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Third Graders Learn About Protecting the Watersheds

West Hawaii Today - May 31, 2011

Healthy Hawaii Coalition recently presented its elementary school program, "The Hawaii Watershed Experience," in Kona.

A villain known only as "Oily Al" was caught committing the offenses of pouring oil from his car down the storm drain, throwing rubbish in the fishpond and several other crimes against the aina. Luckily, the students from Kealakehe Elementary School were there to witness the misdeeds and a heroine known as "WaterWoman" was able to correct Oily Al's mistakes.

The 130 third-graders were treated to a skit starring Oily Al and WaterWoman and their confrontations over pollution in their watershed. The keiki also participated in hands-on activities on a field trip to Kahaluu Beach Park. The students learned about water testing, erosion, nonpoint source pollution and cleaning up rubbish that could have ended up polluting the fishponds or ocean.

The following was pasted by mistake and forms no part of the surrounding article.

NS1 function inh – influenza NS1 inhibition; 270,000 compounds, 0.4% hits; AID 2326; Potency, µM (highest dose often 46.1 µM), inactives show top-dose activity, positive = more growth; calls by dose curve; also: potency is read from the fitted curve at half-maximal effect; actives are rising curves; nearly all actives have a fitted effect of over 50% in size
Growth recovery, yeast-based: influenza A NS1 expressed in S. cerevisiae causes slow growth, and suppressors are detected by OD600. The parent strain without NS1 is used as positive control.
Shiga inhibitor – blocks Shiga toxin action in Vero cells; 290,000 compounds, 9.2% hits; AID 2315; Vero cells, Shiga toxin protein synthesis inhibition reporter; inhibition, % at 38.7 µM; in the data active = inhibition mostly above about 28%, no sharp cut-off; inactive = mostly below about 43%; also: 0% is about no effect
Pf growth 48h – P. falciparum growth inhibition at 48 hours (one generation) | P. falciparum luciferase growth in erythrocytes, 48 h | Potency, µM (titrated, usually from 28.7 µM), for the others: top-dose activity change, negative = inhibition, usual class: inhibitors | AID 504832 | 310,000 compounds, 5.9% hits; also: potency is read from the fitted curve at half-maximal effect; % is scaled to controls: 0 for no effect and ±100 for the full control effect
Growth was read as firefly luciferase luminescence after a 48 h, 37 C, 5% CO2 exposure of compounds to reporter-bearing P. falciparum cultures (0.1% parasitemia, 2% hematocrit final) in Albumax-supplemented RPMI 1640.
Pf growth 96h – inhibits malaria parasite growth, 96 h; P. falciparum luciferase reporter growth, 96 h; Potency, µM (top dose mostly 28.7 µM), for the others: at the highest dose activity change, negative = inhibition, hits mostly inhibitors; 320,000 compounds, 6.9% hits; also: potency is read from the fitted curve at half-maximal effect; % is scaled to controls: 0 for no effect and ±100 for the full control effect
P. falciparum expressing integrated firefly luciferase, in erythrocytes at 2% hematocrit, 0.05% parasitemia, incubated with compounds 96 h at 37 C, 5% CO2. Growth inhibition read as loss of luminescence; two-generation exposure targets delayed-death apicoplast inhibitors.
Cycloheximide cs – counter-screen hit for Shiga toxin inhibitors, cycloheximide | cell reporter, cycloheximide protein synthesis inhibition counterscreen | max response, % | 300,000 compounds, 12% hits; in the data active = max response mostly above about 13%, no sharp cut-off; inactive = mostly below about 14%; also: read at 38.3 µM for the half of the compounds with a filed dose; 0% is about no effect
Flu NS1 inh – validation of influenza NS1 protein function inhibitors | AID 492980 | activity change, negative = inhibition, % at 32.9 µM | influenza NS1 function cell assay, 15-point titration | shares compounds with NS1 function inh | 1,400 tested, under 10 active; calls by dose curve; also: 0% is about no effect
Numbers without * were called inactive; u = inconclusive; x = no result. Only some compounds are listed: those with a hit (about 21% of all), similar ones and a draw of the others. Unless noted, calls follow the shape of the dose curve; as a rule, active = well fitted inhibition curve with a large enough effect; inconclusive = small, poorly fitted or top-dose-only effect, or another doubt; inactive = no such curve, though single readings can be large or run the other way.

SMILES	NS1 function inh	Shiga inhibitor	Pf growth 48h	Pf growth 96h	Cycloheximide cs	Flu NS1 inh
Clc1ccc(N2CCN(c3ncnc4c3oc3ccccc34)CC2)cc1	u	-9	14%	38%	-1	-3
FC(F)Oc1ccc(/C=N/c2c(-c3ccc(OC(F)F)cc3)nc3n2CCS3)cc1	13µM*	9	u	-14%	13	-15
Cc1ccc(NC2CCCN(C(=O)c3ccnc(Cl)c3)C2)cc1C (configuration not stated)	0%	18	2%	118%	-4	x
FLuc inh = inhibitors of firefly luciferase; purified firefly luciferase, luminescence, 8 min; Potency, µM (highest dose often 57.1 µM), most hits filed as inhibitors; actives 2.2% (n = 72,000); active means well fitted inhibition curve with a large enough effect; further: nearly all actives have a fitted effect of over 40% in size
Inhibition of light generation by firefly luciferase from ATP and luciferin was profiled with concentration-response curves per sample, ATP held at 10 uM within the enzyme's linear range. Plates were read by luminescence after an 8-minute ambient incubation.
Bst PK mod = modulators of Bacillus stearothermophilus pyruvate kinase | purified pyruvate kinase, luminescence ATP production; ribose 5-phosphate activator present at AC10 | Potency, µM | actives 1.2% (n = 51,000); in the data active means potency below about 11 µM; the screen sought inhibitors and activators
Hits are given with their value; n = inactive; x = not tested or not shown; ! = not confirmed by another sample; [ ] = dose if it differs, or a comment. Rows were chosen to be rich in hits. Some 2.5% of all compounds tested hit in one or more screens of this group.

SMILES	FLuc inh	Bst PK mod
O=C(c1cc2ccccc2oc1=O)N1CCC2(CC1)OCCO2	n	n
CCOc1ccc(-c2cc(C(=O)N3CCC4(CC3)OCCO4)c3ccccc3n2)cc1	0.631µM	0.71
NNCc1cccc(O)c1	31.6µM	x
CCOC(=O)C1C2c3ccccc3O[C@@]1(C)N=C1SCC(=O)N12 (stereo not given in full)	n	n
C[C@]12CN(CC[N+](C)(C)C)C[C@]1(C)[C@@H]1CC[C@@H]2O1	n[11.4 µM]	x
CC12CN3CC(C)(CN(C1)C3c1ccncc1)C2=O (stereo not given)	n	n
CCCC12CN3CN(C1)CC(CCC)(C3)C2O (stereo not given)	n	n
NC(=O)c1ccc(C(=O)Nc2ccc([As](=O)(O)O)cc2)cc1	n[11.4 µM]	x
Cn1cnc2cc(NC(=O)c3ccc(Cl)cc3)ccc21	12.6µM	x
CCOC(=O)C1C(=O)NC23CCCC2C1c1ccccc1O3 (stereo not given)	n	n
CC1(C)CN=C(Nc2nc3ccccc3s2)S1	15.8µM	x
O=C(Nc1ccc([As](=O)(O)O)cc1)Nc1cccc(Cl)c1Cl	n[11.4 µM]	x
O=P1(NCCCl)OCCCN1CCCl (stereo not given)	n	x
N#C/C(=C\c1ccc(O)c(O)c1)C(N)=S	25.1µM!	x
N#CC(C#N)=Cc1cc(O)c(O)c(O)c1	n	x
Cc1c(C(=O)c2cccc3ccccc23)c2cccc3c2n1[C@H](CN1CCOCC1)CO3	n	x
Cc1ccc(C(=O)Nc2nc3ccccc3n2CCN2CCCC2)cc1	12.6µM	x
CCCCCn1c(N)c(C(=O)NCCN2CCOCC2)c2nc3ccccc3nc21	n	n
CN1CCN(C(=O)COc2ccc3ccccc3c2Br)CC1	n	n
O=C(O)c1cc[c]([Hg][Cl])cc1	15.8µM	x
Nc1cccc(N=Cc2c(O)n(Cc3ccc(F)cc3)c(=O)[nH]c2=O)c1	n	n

The coalition has presented this specialized curriculum, "The Hawaii Watershed Experience," to 5,000 students on Oahu, the Big Island, Maui, Molokai and Kauai public and private schools. The focus of the program is to teach students about watersheds, the Hawaiian concept of ahupuaa, preventing water pollution and encouraging land and water stewardship. State Sen. Mike Gabbard and his wife, Carol, were in Kona to bring the program to elementary school students.

The program can be requested at elementary schools by calling 778-4243.